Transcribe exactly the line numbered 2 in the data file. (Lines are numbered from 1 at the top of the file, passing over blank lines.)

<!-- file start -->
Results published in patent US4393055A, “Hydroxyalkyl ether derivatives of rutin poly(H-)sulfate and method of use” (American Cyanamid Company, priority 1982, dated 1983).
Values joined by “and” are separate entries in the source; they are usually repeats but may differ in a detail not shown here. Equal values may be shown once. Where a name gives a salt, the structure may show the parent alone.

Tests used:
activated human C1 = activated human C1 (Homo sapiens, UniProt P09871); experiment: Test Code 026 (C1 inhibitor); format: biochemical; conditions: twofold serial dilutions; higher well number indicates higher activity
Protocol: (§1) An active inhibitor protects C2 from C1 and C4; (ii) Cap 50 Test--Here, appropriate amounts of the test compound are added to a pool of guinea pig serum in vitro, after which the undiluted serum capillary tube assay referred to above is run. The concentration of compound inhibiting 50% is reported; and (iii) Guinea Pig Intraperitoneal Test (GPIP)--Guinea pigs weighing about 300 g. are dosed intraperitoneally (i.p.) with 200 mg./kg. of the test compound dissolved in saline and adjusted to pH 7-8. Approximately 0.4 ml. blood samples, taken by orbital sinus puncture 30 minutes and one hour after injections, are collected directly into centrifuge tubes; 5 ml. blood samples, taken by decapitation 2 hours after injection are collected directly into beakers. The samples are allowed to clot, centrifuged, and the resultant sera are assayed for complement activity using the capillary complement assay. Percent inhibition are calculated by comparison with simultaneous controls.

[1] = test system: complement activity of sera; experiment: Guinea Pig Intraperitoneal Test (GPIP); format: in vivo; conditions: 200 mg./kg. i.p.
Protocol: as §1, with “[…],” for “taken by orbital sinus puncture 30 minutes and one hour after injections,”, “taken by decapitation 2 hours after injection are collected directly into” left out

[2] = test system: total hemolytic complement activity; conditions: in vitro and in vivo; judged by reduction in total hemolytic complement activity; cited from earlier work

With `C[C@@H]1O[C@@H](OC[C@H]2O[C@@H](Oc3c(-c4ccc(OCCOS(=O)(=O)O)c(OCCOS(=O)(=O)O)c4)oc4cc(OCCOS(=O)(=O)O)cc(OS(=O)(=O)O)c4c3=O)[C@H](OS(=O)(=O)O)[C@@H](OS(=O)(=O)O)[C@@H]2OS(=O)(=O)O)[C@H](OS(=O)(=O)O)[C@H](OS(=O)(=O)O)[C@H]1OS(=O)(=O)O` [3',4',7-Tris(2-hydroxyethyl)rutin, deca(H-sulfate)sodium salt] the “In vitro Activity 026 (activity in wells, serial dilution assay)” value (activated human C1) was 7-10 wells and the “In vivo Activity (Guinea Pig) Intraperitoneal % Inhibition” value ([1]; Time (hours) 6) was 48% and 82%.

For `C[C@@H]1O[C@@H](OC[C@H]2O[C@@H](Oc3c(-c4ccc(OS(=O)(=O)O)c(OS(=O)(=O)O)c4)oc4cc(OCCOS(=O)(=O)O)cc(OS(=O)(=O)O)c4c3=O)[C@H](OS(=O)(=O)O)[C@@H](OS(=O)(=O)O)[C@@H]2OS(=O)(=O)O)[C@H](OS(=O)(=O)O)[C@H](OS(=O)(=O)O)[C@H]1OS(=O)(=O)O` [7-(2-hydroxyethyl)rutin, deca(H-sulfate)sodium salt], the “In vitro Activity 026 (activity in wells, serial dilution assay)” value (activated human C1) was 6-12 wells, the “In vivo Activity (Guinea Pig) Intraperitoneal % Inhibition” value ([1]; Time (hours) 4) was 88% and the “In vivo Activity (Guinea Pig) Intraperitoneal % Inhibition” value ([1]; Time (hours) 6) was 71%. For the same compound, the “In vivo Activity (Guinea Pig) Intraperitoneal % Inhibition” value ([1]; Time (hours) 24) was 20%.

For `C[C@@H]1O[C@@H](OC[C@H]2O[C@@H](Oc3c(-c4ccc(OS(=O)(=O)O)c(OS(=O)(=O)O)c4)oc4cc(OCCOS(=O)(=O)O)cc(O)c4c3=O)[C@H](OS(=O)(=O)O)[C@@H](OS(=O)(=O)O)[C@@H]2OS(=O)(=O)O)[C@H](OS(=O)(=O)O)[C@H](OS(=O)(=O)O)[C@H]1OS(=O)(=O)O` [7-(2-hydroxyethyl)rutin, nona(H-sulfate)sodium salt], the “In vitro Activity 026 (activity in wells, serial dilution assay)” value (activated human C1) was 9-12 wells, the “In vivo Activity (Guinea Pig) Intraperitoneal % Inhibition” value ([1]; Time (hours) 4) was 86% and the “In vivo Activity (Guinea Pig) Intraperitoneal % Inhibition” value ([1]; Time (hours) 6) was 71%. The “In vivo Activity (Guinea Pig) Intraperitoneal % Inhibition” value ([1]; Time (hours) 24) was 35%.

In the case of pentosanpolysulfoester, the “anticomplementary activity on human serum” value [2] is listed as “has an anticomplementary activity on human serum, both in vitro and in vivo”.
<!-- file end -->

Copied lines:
Values joined by “and” are separate entries in the source; they are usually repeats but may differ in a detail not shown here. Equal values may be shown once. Where a name gives a salt, the structure may show the parent alone.